Sep 1, 2014
Home| Tools| Events| Blogs| Discussions Sign UpLogin


U.S. Farm Report Mailbag

RSS By: U.S. Farm Report, US Farm Report

Comments, questions, opinions...this is your chance to speak out regarding anything and everything reported on U.S. Farm Report. Viewer feedback updated regularly.

Free Trade & Sugar

Sep 22, 2010

   It was disappointing to see “John’s World” delve into a common misperception about U.S. sugar policy.
   America is the world’s second-biggest sugar importer and has, by far, the most open market of any major sugar-producing country.  We buy sugar from 41 foreign suppliers, 38 of which are considered developing countries.  Under U.S. trade deals, we buy this sugar whether we need it or not.  That’s a far cry from being a closed market, and that’s why so many foreign sugar suppliers support U.S. sugar policy.
   I’d also point out that China, Brazil, and India are the culprits for holding up America’s free trade agenda—sugar has nothing to do with it.  These countries are targeting the direct government payments that many U.S. farmers depend on for a safety net.  Sugar producers are working closely with other commodity groups to beat back these attacks even though sugar farmers don’t receive direct government payments.  Sugar is doing this because all of agriculture needs to join forces right now, not tear each other down, as your commentary last week advocated.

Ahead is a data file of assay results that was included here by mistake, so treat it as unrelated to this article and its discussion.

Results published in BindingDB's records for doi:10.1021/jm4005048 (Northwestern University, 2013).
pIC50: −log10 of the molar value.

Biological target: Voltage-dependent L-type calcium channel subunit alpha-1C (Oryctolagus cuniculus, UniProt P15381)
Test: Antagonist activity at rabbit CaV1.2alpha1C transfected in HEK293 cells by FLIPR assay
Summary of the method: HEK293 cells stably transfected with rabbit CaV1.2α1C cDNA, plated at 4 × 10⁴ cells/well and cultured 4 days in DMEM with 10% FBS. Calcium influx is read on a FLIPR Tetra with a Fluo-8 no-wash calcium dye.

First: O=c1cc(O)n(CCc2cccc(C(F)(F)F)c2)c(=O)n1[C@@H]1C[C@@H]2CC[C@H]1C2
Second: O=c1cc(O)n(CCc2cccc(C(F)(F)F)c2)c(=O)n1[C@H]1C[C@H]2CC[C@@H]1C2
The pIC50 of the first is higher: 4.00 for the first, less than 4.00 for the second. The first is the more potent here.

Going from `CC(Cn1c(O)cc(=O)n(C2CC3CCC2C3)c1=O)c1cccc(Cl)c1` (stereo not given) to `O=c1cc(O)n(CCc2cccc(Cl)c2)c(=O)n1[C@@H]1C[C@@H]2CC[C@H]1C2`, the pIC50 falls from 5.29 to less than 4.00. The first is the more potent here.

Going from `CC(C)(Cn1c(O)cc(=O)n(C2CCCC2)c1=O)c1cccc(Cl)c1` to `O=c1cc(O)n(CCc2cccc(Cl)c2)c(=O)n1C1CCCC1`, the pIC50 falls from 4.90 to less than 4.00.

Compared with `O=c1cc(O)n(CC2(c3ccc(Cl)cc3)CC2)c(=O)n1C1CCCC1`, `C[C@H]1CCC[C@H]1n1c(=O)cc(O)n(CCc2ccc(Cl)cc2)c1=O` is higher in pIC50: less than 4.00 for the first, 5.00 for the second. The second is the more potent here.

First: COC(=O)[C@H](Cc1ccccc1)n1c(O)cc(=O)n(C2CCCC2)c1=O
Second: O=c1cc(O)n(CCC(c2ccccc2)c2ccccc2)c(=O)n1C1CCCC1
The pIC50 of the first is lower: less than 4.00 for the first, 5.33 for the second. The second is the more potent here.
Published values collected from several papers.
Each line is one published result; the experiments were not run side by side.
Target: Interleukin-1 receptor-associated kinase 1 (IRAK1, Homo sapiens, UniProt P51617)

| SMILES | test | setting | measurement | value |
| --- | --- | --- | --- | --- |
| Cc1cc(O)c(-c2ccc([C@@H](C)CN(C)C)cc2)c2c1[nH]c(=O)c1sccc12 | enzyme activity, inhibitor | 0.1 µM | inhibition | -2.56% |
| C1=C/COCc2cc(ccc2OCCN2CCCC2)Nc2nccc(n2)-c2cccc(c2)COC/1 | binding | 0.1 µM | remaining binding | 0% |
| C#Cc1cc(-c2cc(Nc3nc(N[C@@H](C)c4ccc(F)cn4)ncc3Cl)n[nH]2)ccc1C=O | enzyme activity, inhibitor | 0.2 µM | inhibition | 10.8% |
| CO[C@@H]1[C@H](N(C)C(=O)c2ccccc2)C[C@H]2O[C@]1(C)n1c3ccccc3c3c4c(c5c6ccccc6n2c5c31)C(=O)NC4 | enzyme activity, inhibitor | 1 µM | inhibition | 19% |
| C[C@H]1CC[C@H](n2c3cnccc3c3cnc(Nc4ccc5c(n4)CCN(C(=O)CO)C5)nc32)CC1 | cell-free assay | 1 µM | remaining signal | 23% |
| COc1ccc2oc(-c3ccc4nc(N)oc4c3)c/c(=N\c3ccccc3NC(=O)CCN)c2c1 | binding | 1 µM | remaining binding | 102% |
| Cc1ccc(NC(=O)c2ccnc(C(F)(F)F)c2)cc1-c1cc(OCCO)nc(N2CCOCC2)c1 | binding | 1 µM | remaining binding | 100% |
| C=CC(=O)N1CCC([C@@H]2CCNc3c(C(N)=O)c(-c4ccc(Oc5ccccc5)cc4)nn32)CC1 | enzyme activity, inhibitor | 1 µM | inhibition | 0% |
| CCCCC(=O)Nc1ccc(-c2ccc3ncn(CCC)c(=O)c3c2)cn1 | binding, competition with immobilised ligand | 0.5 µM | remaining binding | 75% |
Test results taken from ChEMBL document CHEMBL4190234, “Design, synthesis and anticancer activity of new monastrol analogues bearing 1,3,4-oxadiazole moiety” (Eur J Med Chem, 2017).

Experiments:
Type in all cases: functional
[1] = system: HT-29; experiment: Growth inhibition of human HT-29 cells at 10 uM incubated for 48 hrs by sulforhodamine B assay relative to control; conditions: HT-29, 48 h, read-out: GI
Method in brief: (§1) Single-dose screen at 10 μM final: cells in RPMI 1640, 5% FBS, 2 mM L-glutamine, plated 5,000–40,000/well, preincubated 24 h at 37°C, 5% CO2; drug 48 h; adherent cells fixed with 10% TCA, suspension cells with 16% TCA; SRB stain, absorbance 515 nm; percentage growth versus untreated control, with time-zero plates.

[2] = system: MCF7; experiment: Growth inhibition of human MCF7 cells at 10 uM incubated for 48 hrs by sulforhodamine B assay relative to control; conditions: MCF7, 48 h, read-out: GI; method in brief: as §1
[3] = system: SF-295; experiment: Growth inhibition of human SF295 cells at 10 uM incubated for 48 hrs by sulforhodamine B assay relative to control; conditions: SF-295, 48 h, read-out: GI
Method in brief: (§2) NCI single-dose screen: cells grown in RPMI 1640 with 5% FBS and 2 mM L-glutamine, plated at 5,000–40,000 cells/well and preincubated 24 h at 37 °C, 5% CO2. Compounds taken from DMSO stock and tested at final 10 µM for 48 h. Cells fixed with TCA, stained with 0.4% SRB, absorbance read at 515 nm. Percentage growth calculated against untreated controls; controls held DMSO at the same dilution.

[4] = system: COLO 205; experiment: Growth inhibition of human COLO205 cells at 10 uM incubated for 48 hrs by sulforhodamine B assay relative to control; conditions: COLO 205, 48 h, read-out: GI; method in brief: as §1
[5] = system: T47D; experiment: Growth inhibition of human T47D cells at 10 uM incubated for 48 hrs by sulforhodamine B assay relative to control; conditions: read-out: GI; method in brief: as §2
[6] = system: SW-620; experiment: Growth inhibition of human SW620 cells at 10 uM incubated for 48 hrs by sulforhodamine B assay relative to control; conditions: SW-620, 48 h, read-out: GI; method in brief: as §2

Phillip Hayes
American Sugar Alliance
Arlington, VA

***Editor's Note:  Below is a transcript of John's comments on this subject...

JOHN’S WORLD:

   I ACCIDENTALLY WATCHED A POLITICAL COMMERCIAL THIS WEEK FOR A U.S. HOUSE CANDIDATE. LIKE MANY CAMPAIGN ADS IT WAS MOSTLY A BARRAGE OF NEGATIVE WORDS NO DOUBT CAREFULLY TESTED TO TRIGGER ANGER ABOUT THE OPPONENT.

   TO MY SURPRISE THE ANNOUNCER DETAILED WITH CONTEMPTUOUS TONES HOW THE OPPONENT'S SUPPORT FOR FREE TRADE WAS COSTING AMERICAN JOBS. THE JOBS CREATED BY FREE TRADE WERE LEFT UNMENTIONED, OF COURSE, BECAUSE THEY WERE PROBABLY IN ANOTHER CONGRESSIONAL DISTRICT. AT A TIME WHEN LEADERS IN BOTH PARTIES ARE BETTING THE ECONOMY ON GROWTH TO SOLVE OUR UNEMPLOYMENT AND DEFICIT PROBLEMS, TALKING DOWN FREE TRADE IS COUNTERPRODUCTIVE.

   INCREASING EXPORTS IS A CENTRAL PART OF THE SOLUTION. BUT IT WOULD APPEAR FREE TRADE IS ONLY A GOOD THING WHEN IT FLOWS IN OUR FAVOR. WHY WE THINK TRADING PARTNERS WOULD GO ALONG WITH THAT MYSTIFIES ME, BUT IT APPARENTLY PLAYS WELL IN POLITICAL POLLS.

   AGRICULTURE IS A PARTICIPANT IN THIS IDEA OF ONE-WAY FREE TRADE. OUR SUGAR PROGRAM IS STARK EXAMPLE OF PROTECTIONISM, AND YET MOST AG ADVOCATES ARE RELUCTANT TO TAKE IT ON IN ORDER TO FURTHER TRADE IN OTHER COMMODITIES. THERE HAS BEEN A GREAT DEAL OF TALK ABOUT AMERICAN EXCEPTIONALISM. WHILE MANY FEEL WE HAVE A LEADERSHIP ROLE IN GLOBAL AFFAIRS, PERHAPS THE MORE POPULAR MEANING IS WE SHOULD BE AN EXCEPTION TO TRADE RULES OTHER NATIONS MUST FOLLOW.

Log In or Sign Up to comment

COMMENTS

No comments have been posted, be the first one to comment.
 
 
 
The Home Page of Agriculture
© 2014 Farm Journal, Inc. All Rights Reserved|Web site design and development by AmericanEagle.com|Site Map|Privacy Policy|Terms & Conditions